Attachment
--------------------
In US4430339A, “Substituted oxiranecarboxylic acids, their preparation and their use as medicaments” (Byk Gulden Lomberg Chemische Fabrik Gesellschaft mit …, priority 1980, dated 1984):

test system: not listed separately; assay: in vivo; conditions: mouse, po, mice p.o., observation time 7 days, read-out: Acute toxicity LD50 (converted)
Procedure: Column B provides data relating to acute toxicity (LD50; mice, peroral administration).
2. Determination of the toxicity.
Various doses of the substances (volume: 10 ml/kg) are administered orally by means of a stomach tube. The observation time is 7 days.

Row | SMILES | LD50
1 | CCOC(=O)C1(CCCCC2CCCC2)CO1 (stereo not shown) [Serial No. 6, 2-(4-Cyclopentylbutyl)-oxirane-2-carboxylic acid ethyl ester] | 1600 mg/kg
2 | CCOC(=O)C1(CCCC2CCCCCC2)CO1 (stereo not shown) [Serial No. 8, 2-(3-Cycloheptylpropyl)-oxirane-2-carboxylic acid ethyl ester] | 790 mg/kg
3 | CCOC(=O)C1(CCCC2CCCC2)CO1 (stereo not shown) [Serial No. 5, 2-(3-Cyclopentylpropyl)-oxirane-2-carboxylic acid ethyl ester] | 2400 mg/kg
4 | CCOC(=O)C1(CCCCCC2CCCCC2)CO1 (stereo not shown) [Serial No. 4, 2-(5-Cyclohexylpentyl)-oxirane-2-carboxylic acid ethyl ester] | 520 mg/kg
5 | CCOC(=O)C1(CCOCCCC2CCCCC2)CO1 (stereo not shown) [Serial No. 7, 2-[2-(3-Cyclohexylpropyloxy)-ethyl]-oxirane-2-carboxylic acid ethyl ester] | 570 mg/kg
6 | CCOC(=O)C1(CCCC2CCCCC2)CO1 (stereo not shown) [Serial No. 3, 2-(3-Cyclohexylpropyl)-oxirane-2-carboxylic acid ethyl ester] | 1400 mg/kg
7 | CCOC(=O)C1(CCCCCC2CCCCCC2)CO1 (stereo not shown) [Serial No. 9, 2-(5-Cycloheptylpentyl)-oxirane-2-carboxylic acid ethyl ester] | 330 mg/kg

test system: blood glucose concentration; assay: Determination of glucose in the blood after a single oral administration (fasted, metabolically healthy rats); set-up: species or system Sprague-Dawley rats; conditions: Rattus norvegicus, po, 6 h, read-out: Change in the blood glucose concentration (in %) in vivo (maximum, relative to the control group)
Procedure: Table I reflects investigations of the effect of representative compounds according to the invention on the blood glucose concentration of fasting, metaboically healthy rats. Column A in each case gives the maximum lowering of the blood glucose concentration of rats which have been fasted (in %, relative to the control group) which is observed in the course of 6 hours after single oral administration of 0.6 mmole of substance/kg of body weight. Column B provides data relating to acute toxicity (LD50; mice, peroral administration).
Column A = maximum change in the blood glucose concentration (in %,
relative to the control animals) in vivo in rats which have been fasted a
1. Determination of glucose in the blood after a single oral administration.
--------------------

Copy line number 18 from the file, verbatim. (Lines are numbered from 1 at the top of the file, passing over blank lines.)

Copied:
1. Determination of glucose in the blood after a single oral administration.